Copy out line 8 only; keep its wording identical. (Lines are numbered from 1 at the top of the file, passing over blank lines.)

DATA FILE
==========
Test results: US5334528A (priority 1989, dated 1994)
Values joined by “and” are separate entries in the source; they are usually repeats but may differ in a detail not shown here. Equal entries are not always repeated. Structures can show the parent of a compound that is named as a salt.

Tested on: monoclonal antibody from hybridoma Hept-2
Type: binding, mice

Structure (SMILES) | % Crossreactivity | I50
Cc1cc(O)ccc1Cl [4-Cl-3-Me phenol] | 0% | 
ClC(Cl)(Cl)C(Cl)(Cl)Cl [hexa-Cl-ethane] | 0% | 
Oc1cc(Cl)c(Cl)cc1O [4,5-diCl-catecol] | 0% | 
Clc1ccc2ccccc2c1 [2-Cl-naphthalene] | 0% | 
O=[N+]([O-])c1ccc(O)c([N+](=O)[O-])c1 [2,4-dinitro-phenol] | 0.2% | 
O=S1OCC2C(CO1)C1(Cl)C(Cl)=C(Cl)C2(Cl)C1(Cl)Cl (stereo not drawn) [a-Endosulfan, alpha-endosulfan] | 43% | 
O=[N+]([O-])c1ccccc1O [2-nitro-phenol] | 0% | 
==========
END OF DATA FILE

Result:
Oc1cc(Cl)c(Cl)cc1O [4,5-diCl-catecol] | 0% | 